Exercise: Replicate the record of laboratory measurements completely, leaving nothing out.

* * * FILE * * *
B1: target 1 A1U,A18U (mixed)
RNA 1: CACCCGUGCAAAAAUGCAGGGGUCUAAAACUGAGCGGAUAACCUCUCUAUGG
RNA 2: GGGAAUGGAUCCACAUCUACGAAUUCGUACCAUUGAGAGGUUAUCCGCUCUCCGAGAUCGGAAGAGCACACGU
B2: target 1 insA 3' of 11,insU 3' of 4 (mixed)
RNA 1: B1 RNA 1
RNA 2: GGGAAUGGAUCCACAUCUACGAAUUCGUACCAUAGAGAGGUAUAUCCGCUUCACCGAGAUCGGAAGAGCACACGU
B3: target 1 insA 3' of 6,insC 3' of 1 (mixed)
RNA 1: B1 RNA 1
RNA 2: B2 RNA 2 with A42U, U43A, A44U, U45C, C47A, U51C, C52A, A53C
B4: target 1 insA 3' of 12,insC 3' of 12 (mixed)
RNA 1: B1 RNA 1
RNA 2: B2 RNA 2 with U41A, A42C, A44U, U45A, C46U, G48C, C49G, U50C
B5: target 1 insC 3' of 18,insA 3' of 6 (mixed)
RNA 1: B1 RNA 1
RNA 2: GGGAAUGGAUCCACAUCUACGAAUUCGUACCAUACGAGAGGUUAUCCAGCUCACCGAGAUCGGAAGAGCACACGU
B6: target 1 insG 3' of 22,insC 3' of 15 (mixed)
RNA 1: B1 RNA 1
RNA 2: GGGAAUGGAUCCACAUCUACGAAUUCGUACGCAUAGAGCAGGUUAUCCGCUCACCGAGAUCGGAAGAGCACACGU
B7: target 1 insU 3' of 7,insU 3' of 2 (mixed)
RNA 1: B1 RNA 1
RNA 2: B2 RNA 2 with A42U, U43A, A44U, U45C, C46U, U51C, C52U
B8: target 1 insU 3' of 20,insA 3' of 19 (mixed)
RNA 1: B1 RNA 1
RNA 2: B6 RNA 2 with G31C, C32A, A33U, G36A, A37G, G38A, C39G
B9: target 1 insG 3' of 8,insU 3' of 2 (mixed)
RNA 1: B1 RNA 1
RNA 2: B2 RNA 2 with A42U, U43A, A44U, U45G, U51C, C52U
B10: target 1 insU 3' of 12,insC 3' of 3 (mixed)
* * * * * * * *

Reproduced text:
B1: target 1 A1U,A18U (mixed)
RNA 1: CACCCGUGCAAAAAUGCAGGGGUCUAAAACUGAGCGGAUAACCUCUCUAUGG
RNA 2: GGGAAUGGAUCCACAUCUACGAAUUCGUACCAUUGAGAGGUUAUCCGCUCUCCGAGAUCGGAAGAGCACACGU
B2: target 1 insA 3' of 11,insU 3' of 4 (mixed)
RNA 1: B1 RNA 1
RNA 2: GGGAAUGGAUCCACAUCUACGAAUUCGUACCAUAGAGAGGUAUAUCCGCUUCACCGAGAUCGGAAGAGCACACGU
B3: target 1 insA 3' of 6,insC 3' of 1 (mixed)
RNA 1: B1 RNA 1
RNA 2: B2 RNA 2 with A42U, U43A, A44U, U45C, C47A, U51C, C52A, A53C
B4: target 1 insA 3' of 12,insC 3' of 12 (mixed)
RNA 1: B1 RNA 1
RNA 2: B2 RNA 2 with U41A, A42C, A44U, U45A, C46U, G48C, C49G, U50C
B5: target 1 insC 3' of 18,insA 3' of 6 (mixed)
RNA 1: B1 RNA 1
RNA 2: GGGAAUGGAUCCACAUCUACGAAUUCGUACCAUACGAGAGGUUAUCCAGCUCACCGAGAUCGGAAGAGCACACGU
B6: target 1 insG 3' of 22,insC 3' of 15 (mixed)
RNA 1: B1 RNA 1
RNA 2: GGGAAUGGAUCCACAUCUACGAAUUCGUACGCAUAGAGCAGGUUAUCCGCUCACCGAGAUCGGAAGAGCACACGU
B7: target 1 insU 3' of 7,insU 3' of 2 (mixed)
RNA 1: B1 RNA 1
RNA 2: B2 RNA 2 with A42U, U43A, A44U, U45C, C46U, U51C, C52U
B8: target 1 insU 3' of 20,insA 3' of 19 (mixed)
RNA 1: B1 RNA 1
RNA 2: B6 RNA 2 with G31C, C32A, A33U, G36A, A37G, G38A, C39G
B9: target 1 insG 3' of 8,insU 3' of 2 (mixed)
RNA 1: B1 RNA 1
RNA 2: B2 RNA 2 with A42U, U43A, A44U, U45G, U51C, C52U
B10: target 1 insU 3' of 12,insC 3' of 3 (mixed)